Example. Assume that Billy Bob files for Chapter 13 bankruptcy on December 1, 2010. He proposes a 5 year plan to pay all of his debts in full. The Court approves the plan. In late November 2013 he loses his job and can no longer make any payments under his Chapter 13 plan. On December 1, 2014, Billy Bob files a notice exercising his right to convert the case to a Chapter 7 case. His discharge order in the Chapter 7 case is entered four months later on April 1, 2014.

Billy Bob files a second Chapter 13 bankruptcy case on December 1 2017, exactly 7 years after the first Chapter 13 case was filed, and only 3 years after the case was converted from Chapter 13 to Chapter 7.

Result. It is unclear whether Billy Bob will be entitled to receive a Chapter 13 discharge in the second case. Unfortunately, there is a split in the court decisions in this type of fact pattern, and there is no binding authority for any bankruptcy judge in the Greater Houston area.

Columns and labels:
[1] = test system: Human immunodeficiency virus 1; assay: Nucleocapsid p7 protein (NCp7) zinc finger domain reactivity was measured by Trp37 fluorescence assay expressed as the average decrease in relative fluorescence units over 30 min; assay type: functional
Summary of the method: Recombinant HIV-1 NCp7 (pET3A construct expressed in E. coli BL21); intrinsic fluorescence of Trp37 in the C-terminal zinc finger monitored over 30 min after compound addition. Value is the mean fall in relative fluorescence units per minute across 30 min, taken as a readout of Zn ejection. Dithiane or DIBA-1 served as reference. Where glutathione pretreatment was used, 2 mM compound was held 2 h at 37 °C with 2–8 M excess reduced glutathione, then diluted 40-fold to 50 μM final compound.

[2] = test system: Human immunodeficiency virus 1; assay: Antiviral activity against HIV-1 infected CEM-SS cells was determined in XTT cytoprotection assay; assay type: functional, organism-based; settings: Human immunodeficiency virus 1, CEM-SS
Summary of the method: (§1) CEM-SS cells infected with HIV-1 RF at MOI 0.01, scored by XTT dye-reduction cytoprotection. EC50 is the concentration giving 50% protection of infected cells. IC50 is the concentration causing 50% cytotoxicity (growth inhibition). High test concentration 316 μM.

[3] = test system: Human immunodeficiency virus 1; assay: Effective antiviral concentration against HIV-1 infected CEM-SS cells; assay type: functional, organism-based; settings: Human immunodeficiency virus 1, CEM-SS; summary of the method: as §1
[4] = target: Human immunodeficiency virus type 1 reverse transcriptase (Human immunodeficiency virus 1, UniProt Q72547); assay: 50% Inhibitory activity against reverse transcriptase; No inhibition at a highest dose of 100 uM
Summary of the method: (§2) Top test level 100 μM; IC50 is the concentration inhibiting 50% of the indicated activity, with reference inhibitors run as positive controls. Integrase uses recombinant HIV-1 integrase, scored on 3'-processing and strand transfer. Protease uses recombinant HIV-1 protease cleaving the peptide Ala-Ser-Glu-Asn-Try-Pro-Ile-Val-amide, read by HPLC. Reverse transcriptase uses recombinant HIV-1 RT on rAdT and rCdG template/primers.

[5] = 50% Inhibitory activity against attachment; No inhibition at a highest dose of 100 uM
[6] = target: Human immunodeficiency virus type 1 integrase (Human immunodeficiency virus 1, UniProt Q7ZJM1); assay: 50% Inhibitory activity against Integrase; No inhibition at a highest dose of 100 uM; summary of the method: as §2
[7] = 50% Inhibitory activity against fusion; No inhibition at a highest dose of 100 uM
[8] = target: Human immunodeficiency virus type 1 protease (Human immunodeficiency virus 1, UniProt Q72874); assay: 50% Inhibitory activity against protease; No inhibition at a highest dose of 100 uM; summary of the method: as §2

Majority View. Most bankruptcy Courts confronted with this fact pattern have ruled that in converted cases, the starting date for determining whether Billy Bob has satisfied the 4 year refiling limitation starts on the date that the Ch. 13 case was converted from Chapter 13 to Chapter 7 (December 1, 2014), not on December 1, 2010, the date on which the Chapter 13 petition was filed. Although the relevant statute clearly provide that the date that the filing date of the petition in the first case controls, the majority of Courts have ignored the text of the statute and have held that the date that first case was converted to another chapter controls. as a result, the majority view is the Billy Bob is not entitled to a discharge in the Chapter 13 case filed on December 1, 2017 because it was filed less than 4 years after December 1, 2014, the date that the first case was converted to Chapter 7. See, Leavitt v. Finney, 486 B.R. 177 (9th Cir. BAP 2013) (listing majority rules cases since 2005; four year rules applies; literal application of the words "filed under" to the facts of the case is contrary to Congress' intent to create more stringent discharge rules.)